Associated injuries in pediatric and adolescent anterior cruciate ligament tears: Does a delay in treatment increase the risk of meniscal tear?

Department of Orthopaedic Surgery, Harvard Medical School, Brigham & Women's Hospital, Boston, Massachusetts 02115, USA.
Arthroscopy The Journal of Arthroscopic and Related Surgery (Impact Factor: 3.19). 11/2002; 18(9):955-9. DOI: 10.1053/jars.2002.36114
Source: PubMed

ABSTRACT To evaluate the incidence of associated injuries and meniscal tears in children and adolescents with anterior cruciate ligament (ACL) tears, we performed a retrospective review of patients, age 14 and younger, who were treated surgically at our institution.
Retrospective review.
We reviewed 39 patients (30 girls, 9 boys) with an average age of 13.6 years (range, 10 to 14 years) who underwent surgical treatment of the ACL; 24 right knees and 15 left knees were treated. Of the injuries treated, 24 occurred by a twisting mechanism, 10 were the result of contact, and 5 occurred from hyperextension. Thirty-five injuries occurred during sports activities, and 2 were sustained in motor vehicle accidents. The mean duration from injury to operative treatment was 101 days (range, 7 to 696 days). Injuries were classified as acute (n = 17) if surgery was performed within 6 weeks of injury and chronic (n = 22) if surgery was performed after 6 weeks from injury. Relationships between medial and lateral meniscal injuries and the time from injury to surgery were analyzed, and the 2 groups, acute and chronic, were compared. Finally, the patterns of meniscal injury were compared.
Twenty-six patients had associated injuries (10 medial meniscal tears, 15 lateral meniscal tears, 3 medial collateral ligament tears, and 1 fractured femur). The association between medial meniscal tears and time from injury to surgery was highly statistically significant (P =.0223). There was no statistical significance between the incidence of lateral meniscal tears and time. Medial meniscal tears were more common in the chronic group (36%) than in the acute group (11%), whereas lateral meniscal tears were found with equal frequency. Medial meniscal tears that required surgical treatment (either partial excision or repair) were more common in the chronic group, and lateral meniscal tear patterns were equally distributed.
Evidence from this study supports the contention that associated injuries are common in young individuals with ACL tears. Furthermore, the data also show that a delay in surgical treatment was associated with a higher incidence of medial meniscal tears.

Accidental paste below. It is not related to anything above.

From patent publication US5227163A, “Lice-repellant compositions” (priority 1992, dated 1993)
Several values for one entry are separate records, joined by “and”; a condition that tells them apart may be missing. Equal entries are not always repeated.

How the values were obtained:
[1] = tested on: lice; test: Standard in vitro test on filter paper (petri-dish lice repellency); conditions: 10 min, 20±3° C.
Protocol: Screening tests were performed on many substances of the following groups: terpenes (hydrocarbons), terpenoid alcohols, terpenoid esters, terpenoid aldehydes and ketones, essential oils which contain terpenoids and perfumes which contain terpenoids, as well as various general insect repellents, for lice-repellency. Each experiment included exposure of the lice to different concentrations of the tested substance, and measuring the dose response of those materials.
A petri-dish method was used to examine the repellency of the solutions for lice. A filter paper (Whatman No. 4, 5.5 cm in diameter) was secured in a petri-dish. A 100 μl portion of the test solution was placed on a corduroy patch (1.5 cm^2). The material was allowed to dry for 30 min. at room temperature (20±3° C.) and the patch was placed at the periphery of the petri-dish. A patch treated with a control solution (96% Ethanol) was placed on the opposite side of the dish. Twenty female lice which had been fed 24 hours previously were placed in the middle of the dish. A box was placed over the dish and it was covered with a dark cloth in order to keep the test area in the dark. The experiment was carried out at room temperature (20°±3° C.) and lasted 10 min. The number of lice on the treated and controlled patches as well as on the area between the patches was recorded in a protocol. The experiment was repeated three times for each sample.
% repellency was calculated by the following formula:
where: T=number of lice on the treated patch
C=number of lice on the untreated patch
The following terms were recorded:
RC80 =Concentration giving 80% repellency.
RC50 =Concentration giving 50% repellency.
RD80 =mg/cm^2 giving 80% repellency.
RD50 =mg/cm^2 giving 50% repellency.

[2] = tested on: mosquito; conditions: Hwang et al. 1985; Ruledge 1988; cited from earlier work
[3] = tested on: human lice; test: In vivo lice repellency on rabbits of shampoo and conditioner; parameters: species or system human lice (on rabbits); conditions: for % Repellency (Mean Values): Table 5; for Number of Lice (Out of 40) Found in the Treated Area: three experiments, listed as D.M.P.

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    • "A highly significant relationship was found between time to surgery and medial meniscal tears. 36% of patients in the chronic group sustained medial meniscal tears versus only 11% of acute group, which led the authors to support early operative intervention [18]. Henry et al. [19] retrospectively looked at 56 patients who sustained an ACL tear while skeletally immature and compared those who had open physes at reconstruction with those whose reconstruction was delayed until skeletal maturity. "
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    ABSTRACT: The incidence of ACL tears is rising in the pediatric and adolescent populations as these individuals succumb to traumatic and nontraumatic athletic injuries. Management of this condition in the skeletally immature patient poses a challenge and is controversial. Operative reconstruction carries the concern for damage to the physis with resultant limb length inequality and angular joint deformity but provides stability to the knee and allows return of function in most patients. On the other hand, nonoperative treatment has been shown to carry an increased risk of meniscal and articular cartilage damage and is difficult from a compliance standpoint in this demographic. For the majority of skeletally immature patients, operative treatment is recommended as it has shown good clinical and functional results with minimal risk of growth disturbance. This paper aims to address the natural course of ACL injuries in the skeletally immature patient, treatment options with associated complications, and current preventative strategies.
    International Journal of Pediatrics 01/2012; 2012:932702. DOI:10.1155/2012/932702
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    • "Pierre et al. [12], analyzing the onset of meniscal lesions secondary to ACL reconstruction with abstention from operating on the initial meniscus lesion, found secondary lesions occurring in the MM while LM lesions remained asymptomatic, in agreement with earlier reports by Beaufils et al. [13], Fitzgibbons and Shelbourne [14] and Zemanovic et al. [15]. At the same time, many studies have reported a secondary increase in the number of MM lesions in chronic anterior instability in both adults [4] [5] [16] and children [17] [18]. These findings were recently corroborated by reports to the SFA's 2008 LM congress. "
    Orthopaedics & Traumatology Surgery & Research 11/2009; 95(8 Suppl 1):S85-96. DOI:10.1016/j.otsr.2009.09.004 · 1.17 Impact Factor
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    ABSTRACT: Objective: To report our experience and conduct a literature review of the clinical series and experimental stu- dies on reconstruction of the anterior cruciate ligament (ACL) in patients with open physes. Anterior cruciate ligament ruptures in skeletally immature patients are increasingly common. The risk of altering growth has li- mited the routine application of ACL anatomical reconstruction methods, which have demonstrated their effi- cacy in adult patients. Conclusion: Reconstruction of the ACL in growing patients must be established on an early basis in order to avoid chondral and meniscal lesions.
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